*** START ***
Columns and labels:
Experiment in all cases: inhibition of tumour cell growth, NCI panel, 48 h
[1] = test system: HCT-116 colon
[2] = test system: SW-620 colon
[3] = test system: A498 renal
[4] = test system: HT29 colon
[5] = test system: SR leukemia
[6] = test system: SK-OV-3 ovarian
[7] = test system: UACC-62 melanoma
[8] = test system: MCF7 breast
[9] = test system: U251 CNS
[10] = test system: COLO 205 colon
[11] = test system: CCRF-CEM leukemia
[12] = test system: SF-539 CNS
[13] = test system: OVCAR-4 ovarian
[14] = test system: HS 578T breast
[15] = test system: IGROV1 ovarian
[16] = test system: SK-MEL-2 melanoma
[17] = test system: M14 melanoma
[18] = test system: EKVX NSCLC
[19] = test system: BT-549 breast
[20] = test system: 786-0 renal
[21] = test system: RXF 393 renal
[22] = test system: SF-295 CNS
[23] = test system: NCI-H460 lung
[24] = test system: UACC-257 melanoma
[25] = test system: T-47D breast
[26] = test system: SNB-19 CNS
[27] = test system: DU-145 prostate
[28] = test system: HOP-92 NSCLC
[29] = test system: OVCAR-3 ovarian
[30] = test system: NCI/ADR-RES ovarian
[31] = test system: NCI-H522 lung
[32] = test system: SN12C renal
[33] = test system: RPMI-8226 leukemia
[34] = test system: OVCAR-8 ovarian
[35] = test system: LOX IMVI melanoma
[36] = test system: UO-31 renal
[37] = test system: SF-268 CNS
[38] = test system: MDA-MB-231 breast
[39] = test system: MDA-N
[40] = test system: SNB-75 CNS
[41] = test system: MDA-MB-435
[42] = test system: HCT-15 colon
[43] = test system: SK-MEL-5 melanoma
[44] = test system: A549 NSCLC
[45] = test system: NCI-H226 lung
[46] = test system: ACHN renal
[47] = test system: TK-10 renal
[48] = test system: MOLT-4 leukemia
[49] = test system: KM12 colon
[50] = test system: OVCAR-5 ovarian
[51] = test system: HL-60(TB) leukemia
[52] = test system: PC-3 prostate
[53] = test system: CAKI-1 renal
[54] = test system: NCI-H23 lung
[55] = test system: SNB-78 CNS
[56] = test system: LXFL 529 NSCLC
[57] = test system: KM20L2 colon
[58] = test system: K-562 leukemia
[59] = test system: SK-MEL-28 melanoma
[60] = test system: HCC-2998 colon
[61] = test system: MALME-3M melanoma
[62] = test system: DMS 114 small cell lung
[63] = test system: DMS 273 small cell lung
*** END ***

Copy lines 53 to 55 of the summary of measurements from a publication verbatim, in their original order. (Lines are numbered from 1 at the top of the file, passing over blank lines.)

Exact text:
[51] = test system: HL-60(TB) leukemia
[52] = test system: PC-3 prostate
[53] = test system: CAKI-1 renal